I do not know why, but I have recently stumbled across many personal wikis/digital gardens. I have known about the concept (first learned it from Nikita Voloboev's), and always wanted to have one, but never went through with it. I fairly recently started this blog, too, and I felt the need for a "notes" section. The wiki is the perfect solution.
While there are no limits on what to post, but I do not want my post to simply be short notes. Still, there were notes I wanted to share and combine with other ones over time. For example, and ever growing list of tips and tricks about MacOS. I could write a blog post, but I would need to continuously update it, quickly making the published date inaccurate. What allows me to continuously add and revise with no date? You guessed it.
Enter the Wiki🔗
As stated, the wiki is the perfect solution for this. I can go and edit a page at any time with more info, or correct it. Nothing is sorted by date, either, which is awesome. Honestly, the pages that get the most updates most likely will be some of the first put up there, since I care about them more. If I just posted it on my blog here, it would get lost behind all my posts after it.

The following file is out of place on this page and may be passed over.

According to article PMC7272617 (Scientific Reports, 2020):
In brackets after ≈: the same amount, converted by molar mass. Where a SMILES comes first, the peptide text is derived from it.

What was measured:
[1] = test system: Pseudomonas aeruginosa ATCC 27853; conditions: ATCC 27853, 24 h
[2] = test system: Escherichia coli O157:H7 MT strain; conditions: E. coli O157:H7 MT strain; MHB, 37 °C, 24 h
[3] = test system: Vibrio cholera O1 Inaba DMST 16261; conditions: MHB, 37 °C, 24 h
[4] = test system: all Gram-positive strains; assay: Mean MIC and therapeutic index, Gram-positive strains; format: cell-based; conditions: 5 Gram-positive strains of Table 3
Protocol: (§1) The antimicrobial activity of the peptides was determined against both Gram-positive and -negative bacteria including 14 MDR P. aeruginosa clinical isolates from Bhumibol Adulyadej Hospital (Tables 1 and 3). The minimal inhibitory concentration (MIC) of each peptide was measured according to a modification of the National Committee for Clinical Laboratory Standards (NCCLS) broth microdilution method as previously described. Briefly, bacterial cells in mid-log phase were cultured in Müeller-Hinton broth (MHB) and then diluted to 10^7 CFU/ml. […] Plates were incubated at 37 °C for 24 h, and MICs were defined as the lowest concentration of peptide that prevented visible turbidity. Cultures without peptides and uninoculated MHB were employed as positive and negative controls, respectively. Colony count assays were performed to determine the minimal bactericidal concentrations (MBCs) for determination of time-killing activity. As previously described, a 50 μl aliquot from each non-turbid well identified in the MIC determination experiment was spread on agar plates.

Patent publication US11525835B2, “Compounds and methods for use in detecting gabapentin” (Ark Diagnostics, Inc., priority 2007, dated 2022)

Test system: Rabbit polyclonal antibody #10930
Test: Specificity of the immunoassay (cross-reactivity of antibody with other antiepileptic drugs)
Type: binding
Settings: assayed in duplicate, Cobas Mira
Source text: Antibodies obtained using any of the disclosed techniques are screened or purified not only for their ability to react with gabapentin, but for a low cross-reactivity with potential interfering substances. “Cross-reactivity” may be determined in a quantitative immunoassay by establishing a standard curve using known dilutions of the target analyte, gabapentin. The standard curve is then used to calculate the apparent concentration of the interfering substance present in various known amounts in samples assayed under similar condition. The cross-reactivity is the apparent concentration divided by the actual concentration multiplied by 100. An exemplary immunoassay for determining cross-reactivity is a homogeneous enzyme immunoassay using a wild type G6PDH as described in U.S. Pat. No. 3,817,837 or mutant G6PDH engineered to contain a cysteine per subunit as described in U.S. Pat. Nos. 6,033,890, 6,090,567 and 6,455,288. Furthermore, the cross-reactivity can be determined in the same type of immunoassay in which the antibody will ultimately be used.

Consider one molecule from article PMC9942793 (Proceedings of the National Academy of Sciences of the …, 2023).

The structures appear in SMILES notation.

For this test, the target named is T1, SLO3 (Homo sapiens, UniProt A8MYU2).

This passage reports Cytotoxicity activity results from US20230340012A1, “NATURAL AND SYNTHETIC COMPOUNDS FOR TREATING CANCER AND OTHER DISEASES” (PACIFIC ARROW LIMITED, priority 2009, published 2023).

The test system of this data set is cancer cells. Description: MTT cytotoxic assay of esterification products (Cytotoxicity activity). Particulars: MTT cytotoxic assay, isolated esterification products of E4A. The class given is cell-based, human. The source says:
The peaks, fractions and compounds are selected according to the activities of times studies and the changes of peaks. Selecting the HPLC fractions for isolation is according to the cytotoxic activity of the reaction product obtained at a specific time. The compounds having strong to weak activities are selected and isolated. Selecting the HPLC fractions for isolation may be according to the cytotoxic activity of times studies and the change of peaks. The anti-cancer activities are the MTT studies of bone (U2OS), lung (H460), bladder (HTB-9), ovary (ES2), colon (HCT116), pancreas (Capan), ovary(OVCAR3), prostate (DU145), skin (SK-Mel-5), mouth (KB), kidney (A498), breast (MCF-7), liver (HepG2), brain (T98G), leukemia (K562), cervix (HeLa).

Currently, the wiki uses GitBook for hosting. First, it is free which is nice. More importantly, I can use git (specifically, GitHub) to manage my block with simple Markdown files. The workflow possibilities here are extremely flexible because there are never ending options of git clients and Markdown editors. For example, on my Mac I can simply use VSCode to edit the Markdown files, open up a terminal inside, use gitupdate to not deal with the commit message hassle and push. Done. Also, as it is through git, I can mirror it and make sure I have backups, too.
Where is it?🔗
At the time of this post, there is practically nothing on there (hence the "start" in the title of this post), but I am eager to add a lot. For now, I imagine I will be adding many folders and categories to remember what to add. You can find it at: https://wiki.jacobneplokh.com
Oh, as it uses git, should you find a mistake (typo, factual error, or something else) or want to add something, you can contribute should you so choose.